Annets on a water conservation drive

The members of Rotary Clubs of Madras Midcity and Chennai Metrozone, RID 3232, with the support of Ajith Nair, chairman, District Water Mission, have installed tap aerators in households and offices to help save water as part of the club’s environment support projects.

The young water conservationists of the Metrozone apartment complex.
The young water conservationists of the Metrozone apartment complex.

An aerator is a small attachment fitted to the tap, which mixes water with air and controls the flow of water from a tap without affecting the water pressure.

“We involved the children in promoting these devices among friends and families and they were excited to do so. It has been their baby, and they have designed and executed this project,” says Senith Mathews, member of RC Madras Midcity. Metrozone, the apartment complex where he resides, was chosen as the pilot venue to promote the water-saving device.

“We were thrilled when Appa asked us if we would like to take part in saving water for our area and the world. Of course we said yes,” says his 13-year-old daughter Joanna. She and her 25 friends residing in the apartment complex got together and shot a demo video to explain how to fit the tap aerators and how much water can be saved. “My friend Hanna acted in it and the video was edited by another friend, Arjun. We set the timer for five seconds and Hanna collected water from a faucet without the aerator and again after fitting one. The earlier one dispensed 1.1-litre water, and the second one just 0.3 litre water,” she says. Even if only 60 apartments in her complex fixed just one aerator each “we will save a whopping 12.34 crore litres of water, that is equivalent to 5,143 water tankers, in a year!”

Hanna giving a demo.
Hanna giving a demo.

The children designed posters to convey the message. “We had multiple ideas — some crazy, some not so crazy — which we brainstormed over zoom sessions and in person.” The video, uploaded on YouTube, was shared with the residents and the posters were put up across the vast complex.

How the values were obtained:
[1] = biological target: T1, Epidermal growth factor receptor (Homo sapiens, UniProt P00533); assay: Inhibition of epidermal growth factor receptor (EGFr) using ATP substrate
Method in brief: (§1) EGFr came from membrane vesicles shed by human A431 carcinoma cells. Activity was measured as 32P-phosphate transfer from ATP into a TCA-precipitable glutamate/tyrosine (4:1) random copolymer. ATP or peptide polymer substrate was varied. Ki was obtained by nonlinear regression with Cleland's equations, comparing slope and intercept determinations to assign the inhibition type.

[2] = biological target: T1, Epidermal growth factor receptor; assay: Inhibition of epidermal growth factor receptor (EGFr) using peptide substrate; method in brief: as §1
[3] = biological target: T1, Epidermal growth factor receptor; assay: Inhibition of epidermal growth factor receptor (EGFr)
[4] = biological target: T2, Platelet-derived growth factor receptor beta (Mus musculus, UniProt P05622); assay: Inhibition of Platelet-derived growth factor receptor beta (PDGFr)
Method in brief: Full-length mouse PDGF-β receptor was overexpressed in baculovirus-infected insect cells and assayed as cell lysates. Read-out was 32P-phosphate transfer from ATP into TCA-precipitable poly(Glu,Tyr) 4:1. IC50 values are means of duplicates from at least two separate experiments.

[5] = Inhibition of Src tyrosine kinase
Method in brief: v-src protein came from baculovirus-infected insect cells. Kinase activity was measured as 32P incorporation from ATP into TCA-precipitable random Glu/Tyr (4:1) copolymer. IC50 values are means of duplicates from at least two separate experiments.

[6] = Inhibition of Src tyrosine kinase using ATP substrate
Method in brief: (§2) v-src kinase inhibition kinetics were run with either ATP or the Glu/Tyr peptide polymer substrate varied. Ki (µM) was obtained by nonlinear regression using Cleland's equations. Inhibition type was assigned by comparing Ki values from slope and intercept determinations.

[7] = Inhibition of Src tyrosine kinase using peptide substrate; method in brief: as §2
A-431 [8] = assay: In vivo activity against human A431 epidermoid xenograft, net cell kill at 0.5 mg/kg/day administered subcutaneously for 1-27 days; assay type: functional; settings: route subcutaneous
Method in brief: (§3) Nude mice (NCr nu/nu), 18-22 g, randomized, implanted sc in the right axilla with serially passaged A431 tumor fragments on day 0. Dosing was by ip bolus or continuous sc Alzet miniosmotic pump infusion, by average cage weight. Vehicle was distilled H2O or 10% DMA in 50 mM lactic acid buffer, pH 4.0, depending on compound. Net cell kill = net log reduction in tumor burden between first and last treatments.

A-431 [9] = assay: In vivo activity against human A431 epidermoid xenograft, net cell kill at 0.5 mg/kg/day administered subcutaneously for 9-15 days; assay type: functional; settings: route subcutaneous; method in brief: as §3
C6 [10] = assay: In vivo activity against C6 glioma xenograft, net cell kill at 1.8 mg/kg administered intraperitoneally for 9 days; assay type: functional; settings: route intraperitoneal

Once the promotions were done, it was time to seek orders for the aerators. The tech-savvy children designed order forms on Google Form and circulated them to the neighbours. They received 500 orders initially and dug into their pocket money to fix the devices in the clubhouse and other common areas. “We sold the aerators in combo packs to fit the kitchen and washbasin faucets at ₹150–200.”

The children personally delivered the devices to the residents. On the last day of distribution, they learnt that few residents had Covid, and appropriate precautions were taken to reach these orders and collect the money through electronic transfer.

After a brief pause during the Omicron wave, the project is in full swing, and larger apartment complexes will be approached.

The children are also proactive in other environment-related activities such as cleaning and promoting recycling and waste segregation, says Mathews. “The lessons they learn along the way will make them vital agents of change both now and into the future when they grow up as adults,” he adds.

The district water mission, with help from technical experts, has devised various water management solutions and these are being adopted by the clubs in the district. “We are installing treatment plants to reuse water and recharge wells to capture and harness rainwater in large communities and corporate offices,” says Nair.

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